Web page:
Fertilisation authority to challenge High Court tissue rulingBMJ 2003; 326 doi: https://doi.org/10.1136/bmj.326.7379.11/c (Published 04 January 2003) Cite this as: BMJ 2003;326:11
The UK Human Fertilisation and Embryology Authority (HFEA) is to appeal against a surprise High Court ruling just before Christmas, that banned the screening of embryos by tissue typing in the United Kingdom to create a donor sibling for a sick child.
The decision has dealt a severe blow to Raj and Shahana Hashmi of Leeds, who planned to undergo their third course of treatment with in vitro fertilisation after Christmas. The couple were given permission by the authority to use tissue typing to try to select an embryo whose umbilical cord blood could provide a cure for their 3 year old son, Zain, who has β thalassaemia. They have been trying since last July, so far without success.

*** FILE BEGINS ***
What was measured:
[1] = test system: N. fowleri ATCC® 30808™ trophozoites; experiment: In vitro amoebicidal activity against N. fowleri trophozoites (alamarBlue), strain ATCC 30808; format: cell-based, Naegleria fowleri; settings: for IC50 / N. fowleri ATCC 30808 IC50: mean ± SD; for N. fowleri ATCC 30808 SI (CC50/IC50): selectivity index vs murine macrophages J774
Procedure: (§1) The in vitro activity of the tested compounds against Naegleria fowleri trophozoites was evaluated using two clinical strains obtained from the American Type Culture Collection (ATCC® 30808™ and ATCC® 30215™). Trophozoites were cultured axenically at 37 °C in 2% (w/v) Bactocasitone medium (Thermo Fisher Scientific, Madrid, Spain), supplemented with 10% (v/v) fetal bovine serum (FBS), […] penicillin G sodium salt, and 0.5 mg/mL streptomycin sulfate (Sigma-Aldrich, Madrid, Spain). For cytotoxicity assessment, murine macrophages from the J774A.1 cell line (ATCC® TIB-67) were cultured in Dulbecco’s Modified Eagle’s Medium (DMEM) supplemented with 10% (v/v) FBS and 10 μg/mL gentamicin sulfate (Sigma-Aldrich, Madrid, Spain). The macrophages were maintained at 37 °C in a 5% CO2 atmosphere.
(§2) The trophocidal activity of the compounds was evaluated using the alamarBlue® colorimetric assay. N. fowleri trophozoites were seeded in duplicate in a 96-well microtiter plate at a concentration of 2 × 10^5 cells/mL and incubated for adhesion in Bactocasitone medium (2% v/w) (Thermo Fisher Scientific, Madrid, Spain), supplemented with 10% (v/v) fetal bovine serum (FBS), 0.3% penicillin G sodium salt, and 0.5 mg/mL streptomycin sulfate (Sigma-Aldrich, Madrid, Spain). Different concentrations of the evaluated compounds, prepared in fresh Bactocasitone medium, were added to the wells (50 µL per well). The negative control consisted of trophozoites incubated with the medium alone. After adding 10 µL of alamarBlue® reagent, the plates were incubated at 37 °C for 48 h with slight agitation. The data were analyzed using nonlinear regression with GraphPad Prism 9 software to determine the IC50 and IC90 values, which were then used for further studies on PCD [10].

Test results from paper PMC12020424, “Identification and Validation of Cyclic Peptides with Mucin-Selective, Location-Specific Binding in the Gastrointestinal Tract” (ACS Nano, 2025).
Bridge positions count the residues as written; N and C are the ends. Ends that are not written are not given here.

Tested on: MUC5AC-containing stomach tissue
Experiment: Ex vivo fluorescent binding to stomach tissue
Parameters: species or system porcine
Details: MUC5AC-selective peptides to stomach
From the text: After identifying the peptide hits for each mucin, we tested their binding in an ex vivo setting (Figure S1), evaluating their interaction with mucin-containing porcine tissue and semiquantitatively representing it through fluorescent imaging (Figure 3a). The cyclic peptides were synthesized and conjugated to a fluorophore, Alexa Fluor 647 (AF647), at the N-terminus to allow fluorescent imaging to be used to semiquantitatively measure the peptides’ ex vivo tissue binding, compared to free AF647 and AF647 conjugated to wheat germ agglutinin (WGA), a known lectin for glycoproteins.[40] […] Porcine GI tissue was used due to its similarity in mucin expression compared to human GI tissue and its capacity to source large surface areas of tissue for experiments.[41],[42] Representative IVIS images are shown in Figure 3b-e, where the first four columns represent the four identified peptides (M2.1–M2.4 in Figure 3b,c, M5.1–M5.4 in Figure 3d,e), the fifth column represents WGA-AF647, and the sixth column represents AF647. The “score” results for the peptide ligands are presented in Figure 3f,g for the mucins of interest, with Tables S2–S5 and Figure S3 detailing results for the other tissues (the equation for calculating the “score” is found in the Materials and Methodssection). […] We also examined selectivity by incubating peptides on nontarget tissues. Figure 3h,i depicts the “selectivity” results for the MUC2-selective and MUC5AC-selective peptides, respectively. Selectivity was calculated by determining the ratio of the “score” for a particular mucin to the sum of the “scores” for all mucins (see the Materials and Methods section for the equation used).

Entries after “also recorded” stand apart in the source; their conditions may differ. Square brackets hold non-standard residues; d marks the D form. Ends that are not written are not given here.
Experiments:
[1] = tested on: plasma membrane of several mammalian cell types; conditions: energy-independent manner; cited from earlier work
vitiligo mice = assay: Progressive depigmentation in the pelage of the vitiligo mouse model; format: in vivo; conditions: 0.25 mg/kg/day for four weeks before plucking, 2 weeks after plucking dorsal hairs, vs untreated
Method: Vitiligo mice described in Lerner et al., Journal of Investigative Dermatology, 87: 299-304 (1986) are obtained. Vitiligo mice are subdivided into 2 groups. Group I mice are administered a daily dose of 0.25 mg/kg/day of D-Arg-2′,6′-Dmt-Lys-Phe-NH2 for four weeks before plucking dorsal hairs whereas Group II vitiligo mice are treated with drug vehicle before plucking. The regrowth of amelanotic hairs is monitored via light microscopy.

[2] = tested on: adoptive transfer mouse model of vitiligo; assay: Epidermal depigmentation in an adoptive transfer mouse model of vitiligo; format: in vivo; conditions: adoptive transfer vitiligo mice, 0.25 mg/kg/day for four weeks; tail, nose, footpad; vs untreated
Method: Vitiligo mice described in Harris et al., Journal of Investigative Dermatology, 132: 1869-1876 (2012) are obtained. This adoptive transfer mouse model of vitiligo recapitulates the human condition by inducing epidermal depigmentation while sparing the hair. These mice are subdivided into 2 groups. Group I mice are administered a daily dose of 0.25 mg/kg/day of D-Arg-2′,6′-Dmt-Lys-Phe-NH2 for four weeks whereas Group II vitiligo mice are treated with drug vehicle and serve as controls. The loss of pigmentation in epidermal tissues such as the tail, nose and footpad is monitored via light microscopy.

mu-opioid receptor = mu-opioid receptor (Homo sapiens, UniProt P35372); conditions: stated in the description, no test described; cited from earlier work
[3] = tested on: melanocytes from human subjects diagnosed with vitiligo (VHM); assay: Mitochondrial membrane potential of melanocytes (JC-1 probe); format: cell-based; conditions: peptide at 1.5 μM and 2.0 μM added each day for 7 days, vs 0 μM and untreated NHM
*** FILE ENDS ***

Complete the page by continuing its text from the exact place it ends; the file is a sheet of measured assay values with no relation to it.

The ruling is a victory for pro-life campaigner Josephine Quintavalle, who brought the High Court challenge on behalf of the pressure group Comment on Reproductive Ethics.
Mr Justice Maurice Kay ruled that the Human Fertilisation and Embryology Act, which governs the use of embryos in the United Kingdom, does not allow embryo selection by tissue typing. The act gives the Human Fertilisation and Embryology Authority the power only to license activities for the purpose of helping women with fertility problems carry a child to term.
Some commentators suggested that if tissue typing was outside the remit of the authority, it was not covered by the law at all. But the judge said that was not so: it could not have been parliament's intention to leave such a controversial area unregulated.